Anyone know why Dapper returns an int from .Execute(...) ?

I can't find this documented anywhere.

  • Everything aside: this sounds a design question to me. Have you ever ask this on it's github page? Or project creaters? AFAIK, Marc Gravell is one of the co-author. You can ping him on chat or twitter etc.. Oct 30 '15 at 13:15
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    And thanks for the helpful suggestion @ron beyer but I asked in hope that someone else would know and therefore I would save time. If everyone worked everything out for themselves you would have no questions to answer for the precious internet points would you?
    – Drew R
    Oct 30 '15 at 13:49
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    I did a little research. I checked the project documentation & checked for existence of a similar question. I started browsing through the source code on GH and after a couple of minutes thought.... hell why not ask on SO. An added benefit to this is that now no one else has to do the same :)
    – Drew R
    Oct 30 '15 at 14:52
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    For all the flak the OP has gotten about a "lack" of research, this question is the top result when I google "dapper execute return value". Seems like it needed to be asked...
    – Rozwel
    Feb 17 '17 at 15:17
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    I agree, we shouldn't have to go digging through source code for the information on what a return value means. This should be detailed on the readme at github.com/StackExchange/Dapper. This is a valuable question that saves other people having to dig into the source code.
    – Caltor
    Jun 19 '17 at 12:43

The integer represents the number of rows that were affected by your query.

It returns an integer so you know if your query has worked. If zero is returned and you expected something to have changed then you know there is a problem.

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    Thanks! @RahulTripathi this answers both for me :)
    – Drew R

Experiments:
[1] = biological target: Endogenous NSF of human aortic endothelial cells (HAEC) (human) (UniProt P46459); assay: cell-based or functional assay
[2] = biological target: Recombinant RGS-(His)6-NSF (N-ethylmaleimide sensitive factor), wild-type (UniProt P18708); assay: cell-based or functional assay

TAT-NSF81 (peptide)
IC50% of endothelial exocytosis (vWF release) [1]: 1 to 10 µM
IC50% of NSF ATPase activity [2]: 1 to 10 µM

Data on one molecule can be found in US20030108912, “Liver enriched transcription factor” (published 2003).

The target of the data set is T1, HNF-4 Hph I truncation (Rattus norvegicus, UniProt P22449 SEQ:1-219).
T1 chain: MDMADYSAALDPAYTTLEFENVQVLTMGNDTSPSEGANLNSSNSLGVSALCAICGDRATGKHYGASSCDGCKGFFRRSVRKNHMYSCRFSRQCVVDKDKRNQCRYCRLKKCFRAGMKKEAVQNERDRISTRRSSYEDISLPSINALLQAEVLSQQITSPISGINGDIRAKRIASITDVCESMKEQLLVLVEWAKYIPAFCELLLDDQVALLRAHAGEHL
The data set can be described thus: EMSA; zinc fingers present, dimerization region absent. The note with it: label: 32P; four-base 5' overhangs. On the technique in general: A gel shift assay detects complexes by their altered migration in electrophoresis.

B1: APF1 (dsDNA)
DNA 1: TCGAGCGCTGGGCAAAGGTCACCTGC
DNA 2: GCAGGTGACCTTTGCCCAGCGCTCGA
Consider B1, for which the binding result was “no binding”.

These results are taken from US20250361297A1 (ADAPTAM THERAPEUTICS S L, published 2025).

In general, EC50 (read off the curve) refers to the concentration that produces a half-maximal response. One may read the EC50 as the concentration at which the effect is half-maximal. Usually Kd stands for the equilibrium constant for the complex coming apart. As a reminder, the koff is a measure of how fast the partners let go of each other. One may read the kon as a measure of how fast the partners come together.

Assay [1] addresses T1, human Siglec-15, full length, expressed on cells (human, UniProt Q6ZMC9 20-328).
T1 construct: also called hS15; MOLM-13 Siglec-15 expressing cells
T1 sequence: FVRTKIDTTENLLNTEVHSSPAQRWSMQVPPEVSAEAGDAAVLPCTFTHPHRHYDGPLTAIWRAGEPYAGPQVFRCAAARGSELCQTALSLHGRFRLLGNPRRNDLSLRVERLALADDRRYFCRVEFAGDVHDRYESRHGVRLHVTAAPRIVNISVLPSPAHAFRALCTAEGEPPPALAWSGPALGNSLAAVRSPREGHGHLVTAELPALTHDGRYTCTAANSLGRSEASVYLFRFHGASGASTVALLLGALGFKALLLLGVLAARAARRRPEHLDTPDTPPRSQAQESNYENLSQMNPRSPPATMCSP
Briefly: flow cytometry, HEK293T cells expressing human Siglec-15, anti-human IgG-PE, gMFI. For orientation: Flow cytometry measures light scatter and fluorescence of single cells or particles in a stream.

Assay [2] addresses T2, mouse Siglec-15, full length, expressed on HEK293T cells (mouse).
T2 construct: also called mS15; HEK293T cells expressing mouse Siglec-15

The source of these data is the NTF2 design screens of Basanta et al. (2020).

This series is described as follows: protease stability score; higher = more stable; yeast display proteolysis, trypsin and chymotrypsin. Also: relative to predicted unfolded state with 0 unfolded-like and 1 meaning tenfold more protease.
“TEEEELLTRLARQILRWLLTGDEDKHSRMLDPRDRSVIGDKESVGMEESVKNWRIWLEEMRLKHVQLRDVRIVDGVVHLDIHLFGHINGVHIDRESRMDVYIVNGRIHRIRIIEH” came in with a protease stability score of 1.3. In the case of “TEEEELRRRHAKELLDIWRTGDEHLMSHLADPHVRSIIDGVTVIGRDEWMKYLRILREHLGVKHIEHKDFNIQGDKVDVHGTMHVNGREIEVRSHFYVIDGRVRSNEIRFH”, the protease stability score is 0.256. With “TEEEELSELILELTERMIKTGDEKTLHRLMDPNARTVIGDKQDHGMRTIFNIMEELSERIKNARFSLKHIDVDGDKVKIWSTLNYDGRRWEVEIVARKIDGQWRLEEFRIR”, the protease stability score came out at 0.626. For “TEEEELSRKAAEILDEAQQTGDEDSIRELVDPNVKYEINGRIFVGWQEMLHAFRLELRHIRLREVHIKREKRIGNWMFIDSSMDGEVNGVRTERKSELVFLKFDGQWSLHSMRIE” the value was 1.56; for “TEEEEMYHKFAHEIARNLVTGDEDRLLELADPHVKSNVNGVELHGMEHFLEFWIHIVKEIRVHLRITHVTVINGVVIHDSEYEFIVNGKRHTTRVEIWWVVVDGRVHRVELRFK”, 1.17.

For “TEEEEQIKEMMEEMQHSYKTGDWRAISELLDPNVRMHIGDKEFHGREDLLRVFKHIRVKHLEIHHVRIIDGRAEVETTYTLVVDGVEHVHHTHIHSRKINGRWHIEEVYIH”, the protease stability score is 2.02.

Oct 30 '15 at 13:14
  • But 0 may be OK. For example, let's say you are updating a record, but before you execute, it's deleted out from under you (and let's say that's OK). I'd like a little more details about this return code. Will it return 0 for when the record isn't there (like my example) and if there was some type of failure (which I would probably want to act on in a different way)? Or is failure always going to result in an exception? Jan 24 '20 at 17:43
  • @JustLooking A record not existing isn't a failure. So you will just get a zero response.
    – CathalMF
    Jan 24 '20 at 17:45
  • @CathalMF -- I agree. Maybe I wasn't clear, my bad. What I'm saying is that I think the record not found should return 0. But are there instances outside of record not found that will also return 0? For example, some type of failure. Or instead, will all failures be an exception. Thus, it returns 0 for not found, 1 (or more) for actual records affected, exception for failure. Jan 24 '20 at 17:49
  • Or someone at least point me to good dapper documentation. Take a look at microsoft. As an example, I'm looking at DataAdapter Update documentation. It says it returns an Int32 (rows updated) and then it lists the exceptions it throws. Perfect! Where's the Dapper equivalent? Jan 24 '20 at 17:54

Because DbCommand.ExecuteNonQuery (which Dapper uses internally, no doubt) returns an int for the number of rows affected. Why? Because it's more or less free, and is about the only thing that you can reasonably return for a generic INSERT or UPDATE.

  • This should have given it away!
    – Drew R
    Oct 30 '15 at 13:32

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